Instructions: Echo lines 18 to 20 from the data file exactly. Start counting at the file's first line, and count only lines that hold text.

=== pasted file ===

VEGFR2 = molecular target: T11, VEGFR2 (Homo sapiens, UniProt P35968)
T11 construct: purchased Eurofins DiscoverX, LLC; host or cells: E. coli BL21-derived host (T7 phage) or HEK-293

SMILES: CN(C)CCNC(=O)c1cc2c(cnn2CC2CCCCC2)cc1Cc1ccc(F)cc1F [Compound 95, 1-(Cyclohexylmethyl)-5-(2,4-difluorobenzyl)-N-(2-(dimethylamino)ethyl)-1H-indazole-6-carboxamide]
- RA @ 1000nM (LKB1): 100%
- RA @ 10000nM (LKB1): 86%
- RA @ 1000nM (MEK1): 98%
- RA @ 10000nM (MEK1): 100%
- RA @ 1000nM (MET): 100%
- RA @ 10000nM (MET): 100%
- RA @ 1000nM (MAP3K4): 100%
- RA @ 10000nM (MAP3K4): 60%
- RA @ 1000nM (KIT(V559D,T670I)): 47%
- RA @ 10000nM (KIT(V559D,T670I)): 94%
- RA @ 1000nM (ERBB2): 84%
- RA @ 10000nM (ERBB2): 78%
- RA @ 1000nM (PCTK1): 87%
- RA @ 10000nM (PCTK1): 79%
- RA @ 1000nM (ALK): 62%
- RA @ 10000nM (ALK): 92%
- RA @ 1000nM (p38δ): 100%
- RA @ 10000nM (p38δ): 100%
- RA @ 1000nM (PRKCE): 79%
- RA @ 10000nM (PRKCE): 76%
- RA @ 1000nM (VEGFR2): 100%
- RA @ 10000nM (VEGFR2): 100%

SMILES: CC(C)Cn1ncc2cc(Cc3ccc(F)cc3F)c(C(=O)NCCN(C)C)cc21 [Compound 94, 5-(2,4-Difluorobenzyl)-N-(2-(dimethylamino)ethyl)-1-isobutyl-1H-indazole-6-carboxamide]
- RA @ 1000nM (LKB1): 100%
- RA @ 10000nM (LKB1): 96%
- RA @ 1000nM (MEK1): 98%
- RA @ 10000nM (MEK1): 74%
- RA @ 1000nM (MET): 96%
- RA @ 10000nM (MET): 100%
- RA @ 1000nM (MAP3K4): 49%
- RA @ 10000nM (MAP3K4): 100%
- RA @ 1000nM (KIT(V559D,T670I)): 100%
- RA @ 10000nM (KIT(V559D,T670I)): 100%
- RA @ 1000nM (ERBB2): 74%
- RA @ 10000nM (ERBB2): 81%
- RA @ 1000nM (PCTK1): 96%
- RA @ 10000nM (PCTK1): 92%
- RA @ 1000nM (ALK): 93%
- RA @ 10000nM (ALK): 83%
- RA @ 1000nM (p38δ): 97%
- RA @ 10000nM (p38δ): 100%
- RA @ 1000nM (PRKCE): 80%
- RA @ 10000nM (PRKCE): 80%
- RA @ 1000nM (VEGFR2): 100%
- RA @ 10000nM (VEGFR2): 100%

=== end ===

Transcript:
- RA @ 1000nM (ALK): 62%
- RA @ 10000nM (ALK): 92%
- RA @ 1000nM (p38δ): 100%